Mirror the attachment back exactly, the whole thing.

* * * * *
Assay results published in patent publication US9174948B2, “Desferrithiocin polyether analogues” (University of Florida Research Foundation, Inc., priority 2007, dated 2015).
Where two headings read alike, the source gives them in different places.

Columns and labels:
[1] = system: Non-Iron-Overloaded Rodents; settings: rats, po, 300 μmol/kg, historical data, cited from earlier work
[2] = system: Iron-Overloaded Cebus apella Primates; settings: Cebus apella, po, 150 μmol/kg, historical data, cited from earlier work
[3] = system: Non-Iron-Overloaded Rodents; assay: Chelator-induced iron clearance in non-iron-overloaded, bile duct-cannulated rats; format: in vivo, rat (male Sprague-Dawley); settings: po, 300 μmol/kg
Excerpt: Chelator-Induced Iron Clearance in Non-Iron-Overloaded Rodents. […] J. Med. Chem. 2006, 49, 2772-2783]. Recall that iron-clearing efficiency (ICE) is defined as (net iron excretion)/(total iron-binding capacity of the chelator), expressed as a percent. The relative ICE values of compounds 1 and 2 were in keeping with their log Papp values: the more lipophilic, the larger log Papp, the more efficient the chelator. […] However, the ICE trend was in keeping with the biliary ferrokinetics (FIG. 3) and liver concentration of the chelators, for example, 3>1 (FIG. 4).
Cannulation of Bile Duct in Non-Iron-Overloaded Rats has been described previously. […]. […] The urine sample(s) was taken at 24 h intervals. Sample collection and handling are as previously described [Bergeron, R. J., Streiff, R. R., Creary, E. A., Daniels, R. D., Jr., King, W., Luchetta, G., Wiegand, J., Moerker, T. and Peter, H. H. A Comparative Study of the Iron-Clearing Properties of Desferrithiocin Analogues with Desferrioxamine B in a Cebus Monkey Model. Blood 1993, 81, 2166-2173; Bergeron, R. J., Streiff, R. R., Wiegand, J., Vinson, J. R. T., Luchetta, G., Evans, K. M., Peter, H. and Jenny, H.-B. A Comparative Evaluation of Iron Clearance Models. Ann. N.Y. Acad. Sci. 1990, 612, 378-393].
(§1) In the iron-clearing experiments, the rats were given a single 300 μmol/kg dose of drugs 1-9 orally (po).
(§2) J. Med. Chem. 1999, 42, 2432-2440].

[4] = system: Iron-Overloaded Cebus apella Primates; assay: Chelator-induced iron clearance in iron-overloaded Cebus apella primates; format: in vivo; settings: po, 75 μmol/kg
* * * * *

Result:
Assay results published in patent publication US9174948B2, “Desferrithiocin polyether analogues” (University of Florida Research Foundation, Inc., priority 2007, dated 2015).
Where two headings read alike, the source gives them in different places.

Columns and labels:
[1] = system: Non-Iron-Overloaded Rodents; settings: rats, po, 300 μmol/kg, historical data, cited from earlier work
[2] = system: Iron-Overloaded Cebus apella Primates; settings: Cebus apella, po, 150 μmol/kg, historical data, cited from earlier work
[3] = system: Non-Iron-Overloaded Rodents; assay: Chelator-induced iron clearance in non-iron-overloaded, bile duct-cannulated rats; format: in vivo, rat (male Sprague-Dawley); settings: po, 300 μmol/kg
Excerpt: Chelator-Induced Iron Clearance in Non-Iron-Overloaded Rodents. […] J. Med. Chem. 2006, 49, 2772-2783]. Recall that iron-clearing efficiency (ICE) is defined as (net iron excretion)/(total iron-binding capacity of the chelator), expressed as a percent. The relative ICE values of compounds 1 and 2 were in keeping with their log Papp values: the more lipophilic, the larger log Papp, the more efficient the chelator. […] However, the ICE trend was in keeping with the biliary ferrokinetics (FIG. 3) and liver concentration of the chelators, for example, 3>1 (FIG. 4).
Cannulation of Bile Duct in Non-Iron-Overloaded Rats has been described previously. […]. […] The urine sample(s) was taken at 24 h intervals. Sample collection and handling are as previously described [Bergeron, R. J., Streiff, R. R., Creary, E. A., Daniels, R. D., Jr., King, W., Luchetta, G., Wiegand, J., Moerker, T. and Peter, H. H. A Comparative Study of the Iron-Clearing Properties of Desferrithiocin Analogues with Desferrioxamine B in a Cebus Monkey Model. Blood 1993, 81, 2166-2173; Bergeron, R. J., Streiff, R. R., Wiegand, J., Vinson, J. R. T., Luchetta, G., Evans, K. M., Peter, H. and Jenny, H.-B. A Comparative Evaluation of Iron Clearance Models. Ann. N.Y. Acad. Sci. 1990, 612, 378-393].
(§1) In the iron-clearing experiments, the rats were given a single 300 μmol/kg dose of drugs 1-9 orally (po).
(§2) J. Med. Chem. 1999, 42, 2432-2440].

[4] = system: Iron-Overloaded Cebus apella Primates; assay: Chelator-induced iron clearance in iron-overloaded Cebus apella primates; format: in vivo; settings: po, 75 μmol/kg